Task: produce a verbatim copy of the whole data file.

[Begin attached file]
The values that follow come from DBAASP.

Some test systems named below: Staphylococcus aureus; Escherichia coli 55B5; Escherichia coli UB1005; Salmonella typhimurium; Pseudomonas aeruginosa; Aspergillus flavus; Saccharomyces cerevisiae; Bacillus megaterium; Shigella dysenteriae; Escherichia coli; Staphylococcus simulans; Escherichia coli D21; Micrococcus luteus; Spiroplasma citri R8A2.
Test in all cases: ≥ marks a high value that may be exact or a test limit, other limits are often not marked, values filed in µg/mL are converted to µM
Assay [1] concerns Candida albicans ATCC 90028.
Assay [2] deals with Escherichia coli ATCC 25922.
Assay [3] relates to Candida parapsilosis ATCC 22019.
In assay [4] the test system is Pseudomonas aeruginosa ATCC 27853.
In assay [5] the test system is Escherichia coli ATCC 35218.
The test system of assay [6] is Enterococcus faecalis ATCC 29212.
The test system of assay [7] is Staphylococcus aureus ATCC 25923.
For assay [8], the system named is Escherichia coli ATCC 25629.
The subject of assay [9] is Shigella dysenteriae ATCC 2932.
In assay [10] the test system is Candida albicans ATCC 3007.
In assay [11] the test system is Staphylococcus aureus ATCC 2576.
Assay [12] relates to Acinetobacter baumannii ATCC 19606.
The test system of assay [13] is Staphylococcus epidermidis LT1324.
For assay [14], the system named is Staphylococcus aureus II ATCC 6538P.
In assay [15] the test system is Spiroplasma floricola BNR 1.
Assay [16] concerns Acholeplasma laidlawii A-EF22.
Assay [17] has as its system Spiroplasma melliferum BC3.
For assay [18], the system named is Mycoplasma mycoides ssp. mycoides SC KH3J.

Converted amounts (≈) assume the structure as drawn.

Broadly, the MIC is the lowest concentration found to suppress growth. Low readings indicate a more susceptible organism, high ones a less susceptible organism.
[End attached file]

The values that follow come from DBAASP.

Some test systems named below: Staphylococcus aureus; Escherichia coli 55B5; Escherichia coli UB1005; Salmonella typhimurium; Pseudomonas aeruginosa; Aspergillus flavus; Saccharomyces cerevisiae; Bacillus megaterium; Shigella dysenteriae; Escherichia coli; Staphylococcus simulans; Escherichia coli D21; Micrococcus luteus; Spiroplasma citri R8A2.
Test in all cases: ≥ marks a high value that may be exact or a test limit, other limits are often not marked, values filed in µg/mL are converted to µM
Assay [1] concerns Candida albicans ATCC 90028.
Assay [2] deals with Escherichia coli ATCC 25922.
Assay [3] relates to Candida parapsilosis ATCC 22019.
In assay [4] the test system is Pseudomonas aeruginosa ATCC 27853.
In assay [5] the test system is Escherichia coli ATCC 35218.
The test system of assay [6] is Enterococcus faecalis ATCC 29212.
The test system of assay [7] is Staphylococcus aureus ATCC 25923.
For assay [8], the system named is Escherichia coli ATCC 25629.
The subject of assay [9] is Shigella dysenteriae ATCC 2932.
In assay [10] the test system is Candida albicans ATCC 3007.
In assay [11] the test system is Staphylococcus aureus ATCC 2576.
Assay [12] relates to Acinetobacter baumannii ATCC 19606.
The test system of assay [13] is Staphylococcus epidermidis LT1324.
For assay [14], the system named is Staphylococcus aureus II ATCC 6538P.
In assay [15] the test system is Spiroplasma floricola BNR 1.
Assay [16] concerns Acholeplasma laidlawii A-EF22.
Assay [17] has as its system Spiroplasma melliferum BC3.
For assay [18], the system named is Mycoplasma mycoides ssp. mycoides SC KH3J.

Converted amounts (≈) assume the structure as drawn.

Broadly, the MIC is the lowest concentration found to suppress growth. Low readings indicate a more susceptible organism, high ones a less susceptible organism.